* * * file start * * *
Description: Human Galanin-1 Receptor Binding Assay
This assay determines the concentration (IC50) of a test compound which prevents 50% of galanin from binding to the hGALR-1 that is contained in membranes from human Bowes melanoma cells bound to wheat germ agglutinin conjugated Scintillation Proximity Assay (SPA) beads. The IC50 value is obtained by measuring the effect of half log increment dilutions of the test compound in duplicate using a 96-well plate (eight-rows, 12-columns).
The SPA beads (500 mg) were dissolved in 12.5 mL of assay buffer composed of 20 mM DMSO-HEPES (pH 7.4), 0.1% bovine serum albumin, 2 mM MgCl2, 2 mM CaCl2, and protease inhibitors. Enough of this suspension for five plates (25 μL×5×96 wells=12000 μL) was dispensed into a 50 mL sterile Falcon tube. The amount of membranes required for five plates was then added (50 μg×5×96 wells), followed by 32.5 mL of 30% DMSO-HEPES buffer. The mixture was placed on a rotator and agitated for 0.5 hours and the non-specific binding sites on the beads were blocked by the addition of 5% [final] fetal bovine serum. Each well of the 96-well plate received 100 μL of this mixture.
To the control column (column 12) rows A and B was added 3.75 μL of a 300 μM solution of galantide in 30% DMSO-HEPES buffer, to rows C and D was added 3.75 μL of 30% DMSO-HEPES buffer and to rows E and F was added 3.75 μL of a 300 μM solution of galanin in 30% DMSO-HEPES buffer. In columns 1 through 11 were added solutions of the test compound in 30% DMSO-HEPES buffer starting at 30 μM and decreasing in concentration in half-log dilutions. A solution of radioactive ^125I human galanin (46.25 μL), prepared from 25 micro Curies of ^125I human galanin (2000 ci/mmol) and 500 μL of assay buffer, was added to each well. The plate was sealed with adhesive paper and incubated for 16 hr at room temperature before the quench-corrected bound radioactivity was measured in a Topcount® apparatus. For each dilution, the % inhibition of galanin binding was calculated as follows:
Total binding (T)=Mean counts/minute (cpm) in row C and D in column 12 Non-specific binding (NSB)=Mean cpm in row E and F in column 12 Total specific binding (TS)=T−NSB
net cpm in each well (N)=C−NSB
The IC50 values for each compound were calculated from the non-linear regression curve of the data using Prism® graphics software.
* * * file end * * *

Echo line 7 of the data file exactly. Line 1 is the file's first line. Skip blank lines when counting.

The IC50 values for each compound were calculated from the non-linear regression curve of the data using Prism® graphics software.